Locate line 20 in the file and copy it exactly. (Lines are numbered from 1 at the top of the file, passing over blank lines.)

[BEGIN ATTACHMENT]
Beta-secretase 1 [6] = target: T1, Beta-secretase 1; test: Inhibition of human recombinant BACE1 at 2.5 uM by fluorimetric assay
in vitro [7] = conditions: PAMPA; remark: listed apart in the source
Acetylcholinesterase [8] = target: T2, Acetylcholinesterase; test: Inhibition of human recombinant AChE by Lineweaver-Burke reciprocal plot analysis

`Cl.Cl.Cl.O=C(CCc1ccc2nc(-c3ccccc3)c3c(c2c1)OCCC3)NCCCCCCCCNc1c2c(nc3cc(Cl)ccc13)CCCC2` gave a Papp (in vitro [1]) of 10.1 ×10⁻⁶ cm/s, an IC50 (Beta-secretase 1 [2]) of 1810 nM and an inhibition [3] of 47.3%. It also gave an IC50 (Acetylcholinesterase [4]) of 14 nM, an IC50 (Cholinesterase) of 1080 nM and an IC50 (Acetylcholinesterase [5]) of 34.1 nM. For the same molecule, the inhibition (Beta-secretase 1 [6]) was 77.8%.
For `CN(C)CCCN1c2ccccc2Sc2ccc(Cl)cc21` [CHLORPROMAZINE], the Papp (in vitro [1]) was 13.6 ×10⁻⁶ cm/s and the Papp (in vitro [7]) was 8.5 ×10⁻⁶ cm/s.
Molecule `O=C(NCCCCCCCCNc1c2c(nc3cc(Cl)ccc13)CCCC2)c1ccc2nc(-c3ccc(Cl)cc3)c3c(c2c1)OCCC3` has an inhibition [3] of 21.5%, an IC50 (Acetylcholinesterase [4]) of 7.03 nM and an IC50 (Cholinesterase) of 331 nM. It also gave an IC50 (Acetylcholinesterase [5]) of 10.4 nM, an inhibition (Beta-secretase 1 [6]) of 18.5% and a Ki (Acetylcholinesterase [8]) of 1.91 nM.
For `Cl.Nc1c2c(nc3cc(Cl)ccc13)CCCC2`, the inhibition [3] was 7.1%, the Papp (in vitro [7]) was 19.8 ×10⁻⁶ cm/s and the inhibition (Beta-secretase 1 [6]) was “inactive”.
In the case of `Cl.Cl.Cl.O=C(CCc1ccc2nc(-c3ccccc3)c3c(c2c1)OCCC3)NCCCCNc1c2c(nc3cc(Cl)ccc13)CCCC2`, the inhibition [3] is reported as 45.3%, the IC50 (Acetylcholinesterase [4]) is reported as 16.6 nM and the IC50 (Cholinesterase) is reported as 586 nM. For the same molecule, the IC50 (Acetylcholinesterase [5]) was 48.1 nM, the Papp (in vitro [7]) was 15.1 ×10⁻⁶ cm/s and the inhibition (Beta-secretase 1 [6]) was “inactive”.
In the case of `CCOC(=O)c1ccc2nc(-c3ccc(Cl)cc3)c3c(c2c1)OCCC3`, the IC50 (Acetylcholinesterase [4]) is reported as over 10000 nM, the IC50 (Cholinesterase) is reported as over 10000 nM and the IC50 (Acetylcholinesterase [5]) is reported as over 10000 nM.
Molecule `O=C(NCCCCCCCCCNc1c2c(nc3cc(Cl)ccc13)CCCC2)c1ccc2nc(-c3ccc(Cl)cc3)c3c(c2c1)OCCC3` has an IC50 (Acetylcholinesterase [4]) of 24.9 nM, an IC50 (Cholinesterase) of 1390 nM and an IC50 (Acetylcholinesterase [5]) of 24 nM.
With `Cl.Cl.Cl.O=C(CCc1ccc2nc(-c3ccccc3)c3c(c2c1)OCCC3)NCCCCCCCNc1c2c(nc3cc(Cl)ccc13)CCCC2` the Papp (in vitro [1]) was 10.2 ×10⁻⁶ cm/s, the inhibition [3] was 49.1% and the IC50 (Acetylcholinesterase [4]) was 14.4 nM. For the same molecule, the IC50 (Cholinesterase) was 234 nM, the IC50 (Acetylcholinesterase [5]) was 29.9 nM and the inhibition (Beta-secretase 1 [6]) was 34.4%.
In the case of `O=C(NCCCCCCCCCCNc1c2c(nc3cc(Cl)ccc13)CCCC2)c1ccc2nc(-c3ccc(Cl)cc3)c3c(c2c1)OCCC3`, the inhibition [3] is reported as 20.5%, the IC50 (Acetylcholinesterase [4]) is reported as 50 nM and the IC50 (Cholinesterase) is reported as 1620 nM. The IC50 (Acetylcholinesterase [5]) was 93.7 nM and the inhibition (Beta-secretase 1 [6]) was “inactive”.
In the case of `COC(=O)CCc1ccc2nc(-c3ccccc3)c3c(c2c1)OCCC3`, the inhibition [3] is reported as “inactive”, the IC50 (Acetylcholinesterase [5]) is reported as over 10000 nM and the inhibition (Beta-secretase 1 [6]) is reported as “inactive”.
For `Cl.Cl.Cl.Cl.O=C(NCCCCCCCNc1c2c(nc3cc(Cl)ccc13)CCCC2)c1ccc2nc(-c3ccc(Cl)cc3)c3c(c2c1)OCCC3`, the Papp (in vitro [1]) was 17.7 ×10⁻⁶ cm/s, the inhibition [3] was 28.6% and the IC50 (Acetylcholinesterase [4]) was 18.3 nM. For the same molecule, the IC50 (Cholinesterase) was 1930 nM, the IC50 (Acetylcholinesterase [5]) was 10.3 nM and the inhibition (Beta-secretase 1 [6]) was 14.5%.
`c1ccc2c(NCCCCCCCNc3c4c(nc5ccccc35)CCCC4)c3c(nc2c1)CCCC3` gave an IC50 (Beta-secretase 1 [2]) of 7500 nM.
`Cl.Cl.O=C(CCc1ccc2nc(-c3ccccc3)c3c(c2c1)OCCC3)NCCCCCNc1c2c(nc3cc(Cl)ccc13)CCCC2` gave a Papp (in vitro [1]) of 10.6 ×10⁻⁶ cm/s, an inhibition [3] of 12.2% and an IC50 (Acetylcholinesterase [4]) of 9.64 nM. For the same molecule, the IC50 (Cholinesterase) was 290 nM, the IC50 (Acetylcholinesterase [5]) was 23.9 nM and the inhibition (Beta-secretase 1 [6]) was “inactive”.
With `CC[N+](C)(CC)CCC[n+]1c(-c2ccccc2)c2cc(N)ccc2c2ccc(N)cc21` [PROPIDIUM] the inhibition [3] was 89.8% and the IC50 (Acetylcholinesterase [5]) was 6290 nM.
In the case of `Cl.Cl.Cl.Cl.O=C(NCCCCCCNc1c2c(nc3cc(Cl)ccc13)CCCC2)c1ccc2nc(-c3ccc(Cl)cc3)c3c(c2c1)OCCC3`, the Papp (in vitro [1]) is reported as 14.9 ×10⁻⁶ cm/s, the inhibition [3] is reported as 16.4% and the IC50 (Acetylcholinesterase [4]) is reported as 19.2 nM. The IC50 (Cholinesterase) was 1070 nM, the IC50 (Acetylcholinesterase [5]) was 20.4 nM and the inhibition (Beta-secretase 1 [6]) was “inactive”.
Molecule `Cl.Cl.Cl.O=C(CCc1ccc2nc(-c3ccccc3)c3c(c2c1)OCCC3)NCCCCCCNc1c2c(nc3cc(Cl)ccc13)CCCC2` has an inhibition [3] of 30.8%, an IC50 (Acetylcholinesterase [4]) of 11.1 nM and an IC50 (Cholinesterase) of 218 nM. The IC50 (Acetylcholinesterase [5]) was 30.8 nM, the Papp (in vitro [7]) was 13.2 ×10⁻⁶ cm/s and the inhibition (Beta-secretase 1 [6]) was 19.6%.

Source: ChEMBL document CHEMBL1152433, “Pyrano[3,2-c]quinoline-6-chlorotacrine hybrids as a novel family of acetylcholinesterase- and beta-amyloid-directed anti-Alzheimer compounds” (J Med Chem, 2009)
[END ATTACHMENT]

Source: ChEMBL document CHEMBL1152433, “Pyrano[3,2-c]quinoline-6-chlorotacrine hybrids as a novel family of acetylcholinesterase- and beta-amyloid-directed anti-Alzheimer compounds” (J Med Chem, 2009)